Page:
So what are we doing with this exercise? We’re teaching people to see God. Is it the same experience Jacob had? Probably not. But it is the same God, the same God who blesses and who delights when we, too, awakened to God’s surprising presence, might also say, “The Lord was here and I did not know it!”
Thanks for your part in helping us to see, Working Preacher. For our eyes sometimes grow dim and we need you to clarify our vision once again that we might see and know and tell about the living God. Blessings on your proclamation.
Yours in Christ,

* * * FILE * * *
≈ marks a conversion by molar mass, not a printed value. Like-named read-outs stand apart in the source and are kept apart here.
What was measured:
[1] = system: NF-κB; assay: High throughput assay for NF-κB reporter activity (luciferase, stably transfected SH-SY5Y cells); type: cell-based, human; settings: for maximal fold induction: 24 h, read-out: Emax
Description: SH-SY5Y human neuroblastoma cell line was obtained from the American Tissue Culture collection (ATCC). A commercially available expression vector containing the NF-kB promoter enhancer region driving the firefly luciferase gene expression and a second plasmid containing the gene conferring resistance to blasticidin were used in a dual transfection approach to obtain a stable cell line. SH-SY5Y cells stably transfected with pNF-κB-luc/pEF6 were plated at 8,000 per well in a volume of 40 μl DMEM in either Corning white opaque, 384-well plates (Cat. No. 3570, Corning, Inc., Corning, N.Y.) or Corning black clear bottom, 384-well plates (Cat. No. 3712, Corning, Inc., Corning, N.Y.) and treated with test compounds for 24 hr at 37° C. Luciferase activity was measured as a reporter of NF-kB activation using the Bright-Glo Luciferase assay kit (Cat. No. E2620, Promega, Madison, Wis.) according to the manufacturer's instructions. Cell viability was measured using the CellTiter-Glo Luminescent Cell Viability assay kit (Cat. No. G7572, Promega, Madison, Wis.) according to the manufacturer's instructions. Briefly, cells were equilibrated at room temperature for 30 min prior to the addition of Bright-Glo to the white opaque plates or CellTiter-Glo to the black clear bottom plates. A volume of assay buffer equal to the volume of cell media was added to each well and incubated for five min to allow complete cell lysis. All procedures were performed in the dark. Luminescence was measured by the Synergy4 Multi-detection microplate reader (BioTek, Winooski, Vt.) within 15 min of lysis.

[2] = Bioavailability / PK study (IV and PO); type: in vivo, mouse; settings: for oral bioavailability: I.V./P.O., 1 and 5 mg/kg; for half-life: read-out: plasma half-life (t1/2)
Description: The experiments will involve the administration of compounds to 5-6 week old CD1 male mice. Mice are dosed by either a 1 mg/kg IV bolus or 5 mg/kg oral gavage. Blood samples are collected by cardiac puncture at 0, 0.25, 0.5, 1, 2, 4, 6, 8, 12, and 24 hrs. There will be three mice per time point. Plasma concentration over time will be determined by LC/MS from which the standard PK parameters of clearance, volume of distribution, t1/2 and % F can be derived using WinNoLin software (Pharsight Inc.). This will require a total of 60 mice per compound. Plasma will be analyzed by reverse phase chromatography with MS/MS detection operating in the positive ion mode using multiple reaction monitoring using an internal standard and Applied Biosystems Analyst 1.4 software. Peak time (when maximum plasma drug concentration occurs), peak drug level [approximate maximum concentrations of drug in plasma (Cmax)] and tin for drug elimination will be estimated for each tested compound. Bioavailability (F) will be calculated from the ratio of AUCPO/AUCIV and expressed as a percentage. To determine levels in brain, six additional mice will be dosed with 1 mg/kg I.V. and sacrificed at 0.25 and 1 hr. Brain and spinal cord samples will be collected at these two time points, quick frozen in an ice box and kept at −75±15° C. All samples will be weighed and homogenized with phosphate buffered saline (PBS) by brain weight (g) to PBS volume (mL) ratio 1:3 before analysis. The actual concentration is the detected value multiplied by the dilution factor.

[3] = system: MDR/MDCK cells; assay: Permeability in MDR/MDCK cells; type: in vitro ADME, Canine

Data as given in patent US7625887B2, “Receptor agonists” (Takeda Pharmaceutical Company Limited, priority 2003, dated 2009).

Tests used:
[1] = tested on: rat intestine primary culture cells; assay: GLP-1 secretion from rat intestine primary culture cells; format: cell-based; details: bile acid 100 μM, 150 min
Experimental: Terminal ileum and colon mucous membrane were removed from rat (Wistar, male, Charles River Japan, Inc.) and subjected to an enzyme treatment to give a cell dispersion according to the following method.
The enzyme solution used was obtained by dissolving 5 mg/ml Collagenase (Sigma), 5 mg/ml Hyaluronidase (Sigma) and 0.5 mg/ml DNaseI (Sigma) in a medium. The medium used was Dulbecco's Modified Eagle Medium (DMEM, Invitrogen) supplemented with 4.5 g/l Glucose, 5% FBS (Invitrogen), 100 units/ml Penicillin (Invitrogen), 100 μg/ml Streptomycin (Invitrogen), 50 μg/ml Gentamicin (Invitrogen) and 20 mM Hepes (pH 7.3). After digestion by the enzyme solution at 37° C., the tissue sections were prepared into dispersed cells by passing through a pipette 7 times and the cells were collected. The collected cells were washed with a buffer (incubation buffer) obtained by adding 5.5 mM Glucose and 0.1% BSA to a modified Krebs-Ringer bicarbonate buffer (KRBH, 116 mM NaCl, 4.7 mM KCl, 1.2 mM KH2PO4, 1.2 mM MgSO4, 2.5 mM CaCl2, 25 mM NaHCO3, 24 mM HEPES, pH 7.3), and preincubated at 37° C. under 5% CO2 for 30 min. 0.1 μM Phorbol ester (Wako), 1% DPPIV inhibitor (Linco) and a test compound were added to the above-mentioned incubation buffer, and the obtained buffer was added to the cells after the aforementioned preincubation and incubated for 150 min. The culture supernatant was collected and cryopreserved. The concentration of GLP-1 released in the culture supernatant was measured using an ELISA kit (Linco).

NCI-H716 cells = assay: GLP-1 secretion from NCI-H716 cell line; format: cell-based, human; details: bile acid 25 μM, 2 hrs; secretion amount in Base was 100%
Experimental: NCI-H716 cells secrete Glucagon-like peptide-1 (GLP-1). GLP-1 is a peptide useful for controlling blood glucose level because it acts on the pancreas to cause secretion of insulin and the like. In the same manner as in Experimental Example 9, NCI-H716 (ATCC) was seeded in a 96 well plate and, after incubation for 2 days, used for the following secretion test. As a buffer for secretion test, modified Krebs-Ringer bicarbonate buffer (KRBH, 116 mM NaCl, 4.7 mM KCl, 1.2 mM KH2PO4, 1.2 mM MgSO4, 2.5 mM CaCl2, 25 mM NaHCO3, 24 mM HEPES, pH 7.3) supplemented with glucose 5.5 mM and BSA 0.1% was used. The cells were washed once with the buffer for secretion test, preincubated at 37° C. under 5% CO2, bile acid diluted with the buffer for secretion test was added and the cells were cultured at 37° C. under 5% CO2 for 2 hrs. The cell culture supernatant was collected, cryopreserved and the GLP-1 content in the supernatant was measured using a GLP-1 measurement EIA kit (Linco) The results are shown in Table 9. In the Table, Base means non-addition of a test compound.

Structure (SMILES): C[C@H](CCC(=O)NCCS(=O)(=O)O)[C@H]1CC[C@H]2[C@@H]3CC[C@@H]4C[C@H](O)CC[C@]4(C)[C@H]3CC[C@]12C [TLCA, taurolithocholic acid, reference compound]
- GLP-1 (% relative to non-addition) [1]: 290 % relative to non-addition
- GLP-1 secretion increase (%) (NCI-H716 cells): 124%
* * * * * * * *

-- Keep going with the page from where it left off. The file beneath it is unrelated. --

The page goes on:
PS: On Romans — powerful, powerful promise here: that we are not only God’s children but God’s heirs — that is, entitled to all that God has — and even co-heirs in Christ. We’ve got some good stuff on that near the end of this week’s podcast, if you’re interested, but for know what stuck me is how different evangelism looks like if you imagine that your job isn’t to assail others with “Have you accepted Jesus?” or “Do you know where you will be spending eternity?”, but instead imagine that evangelism is kind of like those newspaper notices of unclaimed inheritances. I mean, if you saw a neighbor’s name in the newspaper as an heir to unclaimed riches, wouldn’t you give her or him a call and let them know? That’s what real evangelism is like or, as Martin Luther once quipped, evangelism is simple “one beggar telling another beggar where to find food.” So maybe this week you could provide pen and paper to folks and ask them to write a letter to someone they know who needs encouragement and tell them that they are one of God’s children, even one of God’s heirs, a person who is of infinite worth and value to God. It’s up to them whether or not to send it, but writing it out will help them not only remember more deeply the promise Paul makes but also gain some experience in sharing their faith.